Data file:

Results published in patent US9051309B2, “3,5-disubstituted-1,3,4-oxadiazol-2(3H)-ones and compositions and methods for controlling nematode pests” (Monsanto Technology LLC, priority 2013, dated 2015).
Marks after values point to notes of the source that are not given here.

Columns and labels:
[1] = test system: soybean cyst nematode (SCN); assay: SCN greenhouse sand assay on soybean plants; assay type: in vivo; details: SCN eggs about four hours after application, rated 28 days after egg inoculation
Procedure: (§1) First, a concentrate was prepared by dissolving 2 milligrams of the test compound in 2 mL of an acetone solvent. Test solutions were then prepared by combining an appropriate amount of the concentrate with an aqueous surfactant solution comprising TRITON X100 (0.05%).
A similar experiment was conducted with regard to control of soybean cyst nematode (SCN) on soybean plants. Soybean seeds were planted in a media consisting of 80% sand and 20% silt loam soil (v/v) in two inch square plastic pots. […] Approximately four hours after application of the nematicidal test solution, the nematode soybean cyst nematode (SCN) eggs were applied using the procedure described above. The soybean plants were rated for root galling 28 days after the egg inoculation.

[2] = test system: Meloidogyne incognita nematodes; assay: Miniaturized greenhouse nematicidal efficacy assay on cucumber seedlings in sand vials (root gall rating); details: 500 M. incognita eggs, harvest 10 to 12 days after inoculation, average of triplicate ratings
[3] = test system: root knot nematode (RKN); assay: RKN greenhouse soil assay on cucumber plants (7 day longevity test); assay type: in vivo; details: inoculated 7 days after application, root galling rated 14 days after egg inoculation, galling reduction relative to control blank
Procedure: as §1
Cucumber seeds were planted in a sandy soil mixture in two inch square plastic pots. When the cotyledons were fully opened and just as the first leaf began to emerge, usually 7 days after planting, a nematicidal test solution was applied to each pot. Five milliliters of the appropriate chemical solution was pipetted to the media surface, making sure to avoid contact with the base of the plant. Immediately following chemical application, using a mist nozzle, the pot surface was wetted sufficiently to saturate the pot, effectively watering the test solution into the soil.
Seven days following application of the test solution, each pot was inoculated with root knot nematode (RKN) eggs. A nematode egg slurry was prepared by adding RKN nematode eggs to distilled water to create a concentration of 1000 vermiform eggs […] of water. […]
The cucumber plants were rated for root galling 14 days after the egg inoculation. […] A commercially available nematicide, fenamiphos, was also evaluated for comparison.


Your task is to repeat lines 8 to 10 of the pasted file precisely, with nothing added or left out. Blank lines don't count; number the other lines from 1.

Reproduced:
[3] = test system: root knot nematode (RKN); assay: RKN greenhouse soil assay on cucumber plants (7 day longevity test); assay type: in vivo; details: inoculated 7 days after application, root galling rated 14 days after egg inoculation, galling reduction relative to control blank
Procedure: as §1
Cucumber seeds were planted in a sandy soil mixture in two inch square plastic pots. When the cotyledons were fully opened and just as the first leaf began to emerge, usually 7 days after planting, a nematicidal test solution was applied to each pot. Five milliliters of the appropriate chemical solution was pipetted to the media surface, making sure to avoid contact with the base of the plant. Immediately following chemical application, using a mist nozzle, the pot surface was wetted sufficiently to saturate the pot, effectively watering the test solution into the soil.